In the 1960s and 1970s, converts in West Africa wrote to Church headquarters, pleading for baptism and the establishment of branches. Conscious of the obstacle the Church’s priesthood restriction posed, Church President Spencer W. Kimball sought to know the Lord’s will concerning the growing number of black converts around the world. Dozens of letters from Ghana were among the many influences that led Kimball to pray for guidance.
Clement Osekre and Joseph Kwame Dadzie, members of the early unofficial congregations in Accra and Takoradi, wrote to Church leaders regularly, asking for materials, encouragement, and, above all, missionaries. Emmanuel Bondah, a young man from Assin Foso, wrote expressing his hope to “share these happy things that you enjoy in Christ.” When Kimball read Bondah’s letter, he wept at the thought of the believers in Ghana who had waited so long.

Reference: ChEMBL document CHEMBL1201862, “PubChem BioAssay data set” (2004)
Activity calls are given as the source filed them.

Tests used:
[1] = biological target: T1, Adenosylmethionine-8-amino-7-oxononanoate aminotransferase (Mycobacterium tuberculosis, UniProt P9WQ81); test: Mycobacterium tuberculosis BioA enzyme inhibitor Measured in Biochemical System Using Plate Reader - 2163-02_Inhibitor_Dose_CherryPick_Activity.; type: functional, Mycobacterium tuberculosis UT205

In June 1978, Kimball announced a revelation extending priesthood ordination to all men, regardless of race, opening the door to Church growth in Ghana. At a seminar for regional representatives, Kimball read from Bondah’s letter and asked, “What about Africa? … Are they not included in the Lord’s invitation to ‘teach all nations’?” The first missionaries to Ghana arrived later that year.